Orange Is the New Black 2.13: Season Finale “We Have Manners. We’re Polite.”

Well, here we are at the end, my friends, and look how far we’ve come. Orange Is the New Black wraps up Season 2 by tying up most of its major plot threads: the rise and reign of Vee Parker, the war between Vee and Red, Piper’s attempts to bring down Fig, the upheaval between Taystee and Poussey, the transformation of Crazy Eyes into Vee’s enforcer, and Healy’s attempts to turn Pennsatucky into his sidekick. And more. Much more. The show does some of this well, but I have to be honest and report that this is, in many ways, the weakest episode of the season.

Of course, most of the main stories this year have involved Vee. After brutally attacking Red at the end of Episode 12, Vee now has to cover her tracks. With Red in the hospital and an outside investigation into the attack already underway, Vee gets Black Cindy and Janae to shift the blame onto Crazy Eyes. Red isn’t talking about who attacked her, of course. (In true Red fashion, she’s plotting her revenge.) Vee, meanwhile, convinces Crazy Eyes that she actually did attack Red. Since Crazy Eyes has only a passing hold on reality, this is not hard to do.

This all unfolds in interesting ways, though I do feel compelled to point out two flaws here. One: to recap from my last post, it’s impossible to think that Red would not have killed Vee when she had the chance. (Vee had, after all, threatened to kill Red’s son.) Two: perhaps even more unbelievably, Vee did not kill Red when she had the chance. I’m not saying I wanted to see Red die. She’s one of my favorite characters on the show. But, c’mon, Vee would have killed Red. Vee’s a killer. She banged and then whacked her own quasi-son. And when she attacks Red, Vee has just survived a second attempt on her own life by this woman. She would have beat Red to death in that greenhouse and then choked her corpse for a few minutes more just to be sure. The only reason that neither Red nor Vee killed the other is that the show a) wanted to save Vee’s death for the end of the season, and b) wanted to keep Red around because, well, we all love Red.

These quibbles aside, the episode resolves the Vee plot in some interesting ways. After a season of shifting allegiances, the girls in Vee’s crew finally turn on her. Poussey, Taystee, Black Cindy, and Janae finally come back together as a unit. The sole remaining outcast is still Crazy Eyes. Next season, it will be interesting to see how she handles the loss of her psychotic mother figure.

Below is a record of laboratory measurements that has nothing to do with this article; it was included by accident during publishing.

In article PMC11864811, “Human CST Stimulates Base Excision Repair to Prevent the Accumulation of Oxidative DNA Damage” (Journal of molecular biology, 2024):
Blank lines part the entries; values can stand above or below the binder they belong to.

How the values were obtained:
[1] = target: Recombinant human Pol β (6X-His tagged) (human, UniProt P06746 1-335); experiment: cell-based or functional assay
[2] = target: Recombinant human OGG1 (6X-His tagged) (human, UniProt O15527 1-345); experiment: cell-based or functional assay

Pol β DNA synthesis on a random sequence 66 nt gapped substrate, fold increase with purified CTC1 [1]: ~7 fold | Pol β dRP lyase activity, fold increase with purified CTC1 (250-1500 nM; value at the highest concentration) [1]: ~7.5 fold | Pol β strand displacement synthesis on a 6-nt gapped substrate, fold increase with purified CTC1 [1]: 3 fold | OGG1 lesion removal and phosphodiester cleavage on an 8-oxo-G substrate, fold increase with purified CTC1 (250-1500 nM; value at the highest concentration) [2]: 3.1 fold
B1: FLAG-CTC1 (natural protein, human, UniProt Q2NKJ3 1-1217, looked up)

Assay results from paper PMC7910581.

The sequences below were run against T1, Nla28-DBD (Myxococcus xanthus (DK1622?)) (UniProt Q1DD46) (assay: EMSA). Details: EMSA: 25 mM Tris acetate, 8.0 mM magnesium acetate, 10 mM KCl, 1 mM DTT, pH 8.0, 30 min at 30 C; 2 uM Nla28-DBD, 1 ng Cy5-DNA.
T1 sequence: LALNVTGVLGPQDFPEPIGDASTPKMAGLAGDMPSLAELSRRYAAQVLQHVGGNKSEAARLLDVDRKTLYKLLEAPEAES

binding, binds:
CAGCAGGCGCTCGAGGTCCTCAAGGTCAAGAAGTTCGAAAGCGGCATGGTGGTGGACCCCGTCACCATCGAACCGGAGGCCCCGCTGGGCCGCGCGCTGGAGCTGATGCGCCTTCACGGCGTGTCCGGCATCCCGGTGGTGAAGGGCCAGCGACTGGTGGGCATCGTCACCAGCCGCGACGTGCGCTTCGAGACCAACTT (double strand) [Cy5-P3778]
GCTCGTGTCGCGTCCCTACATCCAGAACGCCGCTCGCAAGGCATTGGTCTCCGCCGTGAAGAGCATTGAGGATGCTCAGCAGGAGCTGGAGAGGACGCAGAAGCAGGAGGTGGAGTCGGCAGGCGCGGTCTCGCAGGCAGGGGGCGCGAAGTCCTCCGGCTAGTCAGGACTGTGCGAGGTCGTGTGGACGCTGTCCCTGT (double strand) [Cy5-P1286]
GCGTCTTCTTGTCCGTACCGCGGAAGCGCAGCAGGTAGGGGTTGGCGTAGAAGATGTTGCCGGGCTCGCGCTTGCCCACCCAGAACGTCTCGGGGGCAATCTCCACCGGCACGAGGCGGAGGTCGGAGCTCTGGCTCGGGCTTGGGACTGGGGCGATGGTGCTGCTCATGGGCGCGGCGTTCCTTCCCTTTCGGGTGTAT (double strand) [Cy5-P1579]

Friends again!

Elsewhere, things are shaking up. After finding out that her husband is cheating on her, Figueroa is distraught. She has bigger problems, though. Once Piper gives Caputo the dirt on Fig’s financial indiscretions (in exchange for Caputo stopping her transfer to Virginia), he goes in to gloat to Fig that he’s about to get her fired. This leads to a scene between Caputo and Fig that, frankly, made me feel queasy. In an attempt to stop Caputo from giving the files to the warden, Fig gives him a blow job. Afterwards, he tells her that he’s actually already given the files to the warden.

This is all played as a dark joke, but—god—it made me wince. If this scene had been written/directed/played as drama, it would have an ugly kind of impact in which we would see that Caputo was deeply flawed and that even someone as deeply flawed as Fig was capable of being victimized. But I don’t think that’s what it does. The scene is played in such a way that it invites us to laugh at Fig’s comeuppance. Yes, she’s a bad person. Yes, they hate each other. Yes, she has only ever been completely horrible to him. But the joke is here is that he sexually humiliates her. (And sexually humiliates her, by the way, on top of her marriage and career and life falling apart.) So…not funny.

The show wraps up the Piper storyline in better fashion. She has a showdown with Polly and Larry that will, one hopes, bring her relationship with them to an end. As much as Polly/Larry (Parry? Lolly?) have been a distraction this season, it’s hard to see how they could become even less essential next season.  Meanwhile, Piper has a meeting with Alex in which she learns that Alex is in danger from the drug lord they used to work for. She contacts Parry and gives them one job to do: contact Alex’s parole officer and let him know that she’s planning to run. Guess who’s coming back to Litchfield next season?

She had it coming. It just should have came a different way.

Speaking of next season, where is the series going? The show’s three villains—Vee, Pornstache, Fig—have all been deposed in one form or another, so it’s hard to predict where the tension will come from next year. Of course, Nichols still has a giant stash of heroin, Big Boo is still on the outs with Red, and Alex will soon be returning to Litchfield (and I doubt she’ll be bringing Piper a hug). If “We Have Manners. We’re Polite.” isn’t the strongest episode this year, it still wraps up an unusually strong season of television. Vee, Morello, and Poussey were all breakouts, and Piper, Rosa, and Taystee all had great moments. Hopefully next year will see more developments for characters—like Sophia—who were rather underused this year, and surely next year will give us the Big Boo back story we’ve all been waiting for. I have faith that it will. If Jenji Kohan and her crew have proven anything, it’s that they know how to create trouble.

Jake Hinkson, The Night Editor, is the author of The Posthumous Man and Saint Homicide.

Read all posts by Jake Hinkson for Criminal Element.

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